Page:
The Traders Journal

This Investor's 5 Personal Passages

I’d like to paraphrase a fishing analogy.  Show someone how to invest by following a winning trading methodology and he/she will be happy for awhile.  Teach someone how to think effectively about trading and he/she will be profitable for a lifetime. 

All too often as investors, our focus is on indicators, price action and our interpretation of fundamentals.  We enter our trades based on data, but if we see our position move against us and we lose money, what then?  We go back and review our system.  The missing link here is that we must figure out ourselves before we can trade competently.  Lack of that will destroy any trading system.  A true understanding of your personal motivations is more essential than any indicator.


In his book Trading Rules That Work, Jason Jankovsky neatly unbundles these motivations.  He claims there are 3 keys to successful trading:

  1. Traders must first understand their own motivation and psychology for investing.
  2. Traders must then master and embrace the psychology inherent in their personal trading rules.
  3. Traders must dually monitor and master the market’s collective psychology.

I heartily endorse Jankovsky’s three keys.  The challenge is in how you learn to do this.  It is both my experience and my belief that it’s critical for every trader to keep accurate and comprehensive records of all trades, recording in particular what you’re feeling and thinking before and after the trade.  I’ve found the single best tool for achieving these objectives is a trader’s written journal.

Expanding upon Jankovsky’s premise and digging into my old journals, I’ve witnessed my personal transformation into a mature trader.  Along the route, I seem to have passed 5 key road markers:

  1. As I matured, I moved away from self-criticism and moved towards honest self-evaluation.
  2. Early on, my trading experiences were evaluated according to how I felt about a trade.  As I matured, I transitioned into evaluating my emotional control during a trade.
  3. As a novice investor, I often experienced doubt and fear.  These have been replaced by faith and confidence in myself and my system.
  4. In the early years, I read books, took courses and reached out to mentors who could teach me.  Now I am the one doing the teaching.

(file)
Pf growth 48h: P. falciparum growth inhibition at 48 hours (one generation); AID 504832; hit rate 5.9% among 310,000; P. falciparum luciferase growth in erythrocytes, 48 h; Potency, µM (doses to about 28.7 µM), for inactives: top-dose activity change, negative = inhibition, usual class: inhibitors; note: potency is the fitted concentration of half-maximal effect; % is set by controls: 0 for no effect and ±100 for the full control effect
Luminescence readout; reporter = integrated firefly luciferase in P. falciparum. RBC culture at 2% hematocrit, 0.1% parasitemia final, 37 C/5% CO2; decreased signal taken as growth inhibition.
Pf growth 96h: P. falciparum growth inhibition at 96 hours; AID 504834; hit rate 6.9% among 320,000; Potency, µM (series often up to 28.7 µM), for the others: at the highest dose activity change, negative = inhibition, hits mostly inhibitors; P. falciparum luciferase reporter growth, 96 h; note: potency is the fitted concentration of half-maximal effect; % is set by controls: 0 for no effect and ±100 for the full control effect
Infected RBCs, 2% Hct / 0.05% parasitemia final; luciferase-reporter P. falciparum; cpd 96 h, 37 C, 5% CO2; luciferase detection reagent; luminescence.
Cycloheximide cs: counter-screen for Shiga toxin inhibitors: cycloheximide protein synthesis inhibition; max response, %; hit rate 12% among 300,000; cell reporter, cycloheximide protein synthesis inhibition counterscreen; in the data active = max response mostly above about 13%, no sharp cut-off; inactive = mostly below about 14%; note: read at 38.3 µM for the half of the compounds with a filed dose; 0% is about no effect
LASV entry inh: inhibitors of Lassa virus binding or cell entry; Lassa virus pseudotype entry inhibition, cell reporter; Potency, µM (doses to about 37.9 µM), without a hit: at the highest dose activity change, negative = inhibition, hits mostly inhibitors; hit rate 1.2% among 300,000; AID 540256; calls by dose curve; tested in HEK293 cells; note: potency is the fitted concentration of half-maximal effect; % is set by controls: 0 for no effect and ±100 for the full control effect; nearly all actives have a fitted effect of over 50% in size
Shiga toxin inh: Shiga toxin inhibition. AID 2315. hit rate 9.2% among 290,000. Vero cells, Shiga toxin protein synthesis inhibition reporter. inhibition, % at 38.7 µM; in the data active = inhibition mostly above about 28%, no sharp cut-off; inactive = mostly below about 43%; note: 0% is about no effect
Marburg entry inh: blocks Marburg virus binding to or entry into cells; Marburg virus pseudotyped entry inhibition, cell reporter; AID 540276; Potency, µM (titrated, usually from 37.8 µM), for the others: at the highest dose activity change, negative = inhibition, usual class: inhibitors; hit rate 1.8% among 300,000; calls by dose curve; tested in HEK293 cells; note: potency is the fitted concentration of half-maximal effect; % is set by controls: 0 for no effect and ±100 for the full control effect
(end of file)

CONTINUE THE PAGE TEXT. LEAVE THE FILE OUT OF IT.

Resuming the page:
5. As an immature investor, I was an “infomaniac” who vacuumed up everything in site yet struggled with the basics.  As a mature investor, I have a depth of understanding that allows me to filter and ignore much of today’s market noise.

These are 5 observations from a very personal journey, but the point is that successful trading is about so much more than just data, charts and a strategy.  The reality is that these communicated truths can be read here and intellectualized, but only through your own experience and hard work can these truths be integrated into the very fabric of your trading belief system before the full benefits will be realized.  Your profitability will be largely determined by your mastery of this inner game.   

I confess that I’ve been guilty of having my past mentors review my trades and offer pithy explanations that drip with keen insights.  But only after spending my own dollars did their insights become part of my trading.  There is always a gap between what a trader has written out as his trading system and the real time implementation of that system.  I call it the “slinky gap”.  Over time, the stretch or spread between one’s system and one’s mastery over themselves diminishes to the point where the slinky no longer stretches out and comes roaring back with a painful slap.

When mastery of your trading system is matched with mastery of yourself, the combination becomes virtually invincible.

Trade well; trade with discipline!
- Gatis Roze, MBA, CMT

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